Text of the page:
Friday, 12 November 2010

Is it really 'fair', Nick?


Students from across the country poured onto the streets of London to protest against the rise in tuition fees. Aaron Porter, NUS President, declared that students are now "in the fight of our lives".
But what's all the fuss about? The government last week decided to lift the cap on tuition fees to £9000 and the vote is going to be taking place shortly. At election time, Liberal Democrat MPs promised that they would not raise tuition fees and, in fact, for many years had been calling for no tuition fees whatsoever. My, how the tables have turned.
Deputy Prime Minister Nick Clegg stepped in to PMQs and faced a stern interrogation from Harriet Harman. He was accused of being "led astray by the Tories" . All the while, students outside were carrying placards stating that the Liberal Democrats had let them down.
The National Union of Students have also declared that they will attempt to force by-elections - under the Coalition's own ruling - in constituencies where Liberal Democrats break their promise of not voting for higher fees. However, in addition to the protests, this could force many Lib Dem MPs into rethinking their position.
During the day, Facebook was rife with students talking about the protests and the hike in fees. But opinions were not always aligned: although not in favour of the fees, students and graduates alike appeared unfazed. Some said that the monetary benefit of going to university was more than worth it. Others agreed, stating that grants for poorer students would be increased and that the loan would not have to be paid back until you are earning over £21,000; students would not be in 'real debt'.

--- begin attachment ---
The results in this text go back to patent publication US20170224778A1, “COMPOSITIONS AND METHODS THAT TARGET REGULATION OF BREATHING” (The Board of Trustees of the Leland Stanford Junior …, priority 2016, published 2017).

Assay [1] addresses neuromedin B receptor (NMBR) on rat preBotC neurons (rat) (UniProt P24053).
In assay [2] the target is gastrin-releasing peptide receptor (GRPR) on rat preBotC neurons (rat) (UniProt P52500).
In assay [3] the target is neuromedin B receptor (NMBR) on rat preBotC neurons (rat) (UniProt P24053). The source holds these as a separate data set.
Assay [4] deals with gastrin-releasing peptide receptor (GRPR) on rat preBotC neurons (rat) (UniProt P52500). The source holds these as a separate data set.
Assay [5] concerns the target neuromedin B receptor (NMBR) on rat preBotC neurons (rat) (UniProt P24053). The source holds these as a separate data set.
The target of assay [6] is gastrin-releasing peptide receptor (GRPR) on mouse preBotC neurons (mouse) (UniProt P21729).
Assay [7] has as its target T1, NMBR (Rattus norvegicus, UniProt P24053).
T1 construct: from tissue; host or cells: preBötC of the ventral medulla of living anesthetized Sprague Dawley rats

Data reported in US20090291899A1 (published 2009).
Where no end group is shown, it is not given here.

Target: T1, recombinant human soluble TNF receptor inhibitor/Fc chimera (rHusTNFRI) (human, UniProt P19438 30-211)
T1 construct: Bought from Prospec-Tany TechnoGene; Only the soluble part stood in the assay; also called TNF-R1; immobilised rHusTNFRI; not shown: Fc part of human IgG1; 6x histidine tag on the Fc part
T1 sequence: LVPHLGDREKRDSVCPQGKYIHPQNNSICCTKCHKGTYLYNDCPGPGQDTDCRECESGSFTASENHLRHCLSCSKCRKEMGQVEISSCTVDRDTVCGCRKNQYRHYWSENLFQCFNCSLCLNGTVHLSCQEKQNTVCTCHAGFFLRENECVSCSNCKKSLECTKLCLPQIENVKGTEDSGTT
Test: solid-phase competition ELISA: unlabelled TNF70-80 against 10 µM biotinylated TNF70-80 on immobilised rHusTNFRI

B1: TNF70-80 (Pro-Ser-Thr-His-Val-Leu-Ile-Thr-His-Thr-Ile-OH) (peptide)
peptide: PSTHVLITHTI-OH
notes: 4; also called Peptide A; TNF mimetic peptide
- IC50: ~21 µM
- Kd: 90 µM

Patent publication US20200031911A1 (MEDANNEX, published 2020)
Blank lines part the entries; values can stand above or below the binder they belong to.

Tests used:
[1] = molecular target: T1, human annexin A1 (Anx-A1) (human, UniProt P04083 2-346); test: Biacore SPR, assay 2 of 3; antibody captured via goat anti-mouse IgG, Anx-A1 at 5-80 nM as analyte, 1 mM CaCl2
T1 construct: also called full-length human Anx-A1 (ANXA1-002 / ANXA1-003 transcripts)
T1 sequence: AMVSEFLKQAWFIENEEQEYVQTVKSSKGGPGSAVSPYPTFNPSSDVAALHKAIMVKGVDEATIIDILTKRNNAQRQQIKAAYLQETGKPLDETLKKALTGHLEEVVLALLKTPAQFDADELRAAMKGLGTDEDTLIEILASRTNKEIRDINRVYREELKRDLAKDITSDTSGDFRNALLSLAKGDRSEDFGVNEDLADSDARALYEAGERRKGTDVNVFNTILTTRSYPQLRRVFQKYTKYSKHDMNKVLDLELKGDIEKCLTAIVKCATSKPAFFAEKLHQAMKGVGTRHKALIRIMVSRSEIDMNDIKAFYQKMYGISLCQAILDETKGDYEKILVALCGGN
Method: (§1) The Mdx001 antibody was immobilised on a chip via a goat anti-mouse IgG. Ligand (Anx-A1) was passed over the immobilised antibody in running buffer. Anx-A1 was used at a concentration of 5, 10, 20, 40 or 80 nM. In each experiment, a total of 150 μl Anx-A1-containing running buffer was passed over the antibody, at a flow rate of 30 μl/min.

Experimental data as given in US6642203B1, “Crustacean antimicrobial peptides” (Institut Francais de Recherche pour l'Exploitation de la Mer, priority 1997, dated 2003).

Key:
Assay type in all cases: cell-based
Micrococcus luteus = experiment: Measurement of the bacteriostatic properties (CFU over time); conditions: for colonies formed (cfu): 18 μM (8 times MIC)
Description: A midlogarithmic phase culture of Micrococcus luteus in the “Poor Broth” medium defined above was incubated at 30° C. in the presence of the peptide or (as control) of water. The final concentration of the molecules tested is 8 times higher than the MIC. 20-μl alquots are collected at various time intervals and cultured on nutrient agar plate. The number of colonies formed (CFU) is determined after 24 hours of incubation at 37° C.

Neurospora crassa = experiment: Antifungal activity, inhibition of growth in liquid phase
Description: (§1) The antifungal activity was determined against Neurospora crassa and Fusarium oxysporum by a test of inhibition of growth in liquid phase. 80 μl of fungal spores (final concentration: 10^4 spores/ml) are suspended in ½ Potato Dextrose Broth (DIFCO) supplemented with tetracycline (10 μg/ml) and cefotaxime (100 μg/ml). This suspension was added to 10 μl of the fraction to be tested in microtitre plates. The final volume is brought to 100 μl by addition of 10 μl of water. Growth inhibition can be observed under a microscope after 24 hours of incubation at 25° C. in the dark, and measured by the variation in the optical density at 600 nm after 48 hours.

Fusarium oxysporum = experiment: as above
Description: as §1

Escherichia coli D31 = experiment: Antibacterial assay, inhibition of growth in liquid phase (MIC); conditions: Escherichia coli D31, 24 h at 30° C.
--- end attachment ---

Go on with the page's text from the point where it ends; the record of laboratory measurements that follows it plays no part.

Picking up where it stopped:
The fact that such opinions existed shocked me. As a student at the University of Warwick, I am currently receiving over £7000 in loans. Over the course of three years, that would be £21000 but I'm doing a four year degree, which many seem to have forgotten exist. Since the university covers half of my fees in my year abroad, I would end up receiving a loan of, give or take, £3000. I would thus be left with £24,000 of debt, something I'm brutally scared of.
Taking a quick glance at the proposed increase, tuition fees alone come to £27,000 (for a three year course) and if you're living away from home, you would receive a maintenance loan of about £10,000 - a total of £37,000. I can honestly say that had this figure been in front of me when joining university, I would have had to sit down for quite some time. In the end, I would still have come to university - but begrudgingly. Rather than having a debt that was a little too much to deal with, an extra £16,000 would have felt a great deal heavier.
Such high level of debt would drive out those simply going to university for the experience, but what of the less affluent? Lower-income families struggle to send their families to university and while grants from both the state and university are available, they only cover the bare necessities. Under the new proposals grants will be increased, albeit barely, and the poor will pay. The number of those from ethnic-minorities going to university will go down and there is a real potential for a generation who can only dream of entering higher education.
So how about the rest of us? Studying French with International Studies, I currently receive 8 hours of 'face-time' per week, which inevitably leads to my father and house-mates, complaining (although for entirely different reasons). Under the proposals, I would be paying £50 per seminar/lecture and I haven't included the price of books. I could go on…
While it is clear that the government is in massive amounts of debt and that something needs to be done, is it truly fair (Nick Clegg's favourite word, apparently) to shift the cost of university from the state to students?

Written for The Student Journals